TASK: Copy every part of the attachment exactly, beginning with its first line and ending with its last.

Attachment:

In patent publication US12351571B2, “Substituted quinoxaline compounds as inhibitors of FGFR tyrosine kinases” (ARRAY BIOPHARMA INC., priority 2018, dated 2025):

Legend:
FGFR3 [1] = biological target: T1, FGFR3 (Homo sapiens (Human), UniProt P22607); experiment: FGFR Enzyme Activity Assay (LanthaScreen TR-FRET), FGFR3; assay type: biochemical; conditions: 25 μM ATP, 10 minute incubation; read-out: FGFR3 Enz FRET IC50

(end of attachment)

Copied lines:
In patent publication US12351571B2, “Substituted quinoxaline compounds as inhibitors of FGFR tyrosine kinases” (ARRAY BIOPHARMA INC., priority 2018, dated 2025):

Legend:
FGFR3 [1] = biological target: T1, FGFR3 (Homo sapiens (Human), UniProt P22607); experiment: FGFR Enzyme Activity Assay (LanthaScreen TR-FRET), FGFR3; assay type: biochemical; conditions: 25 μM ATP, 10 minute incubation; read-out: FGFR3 Enz FRET IC50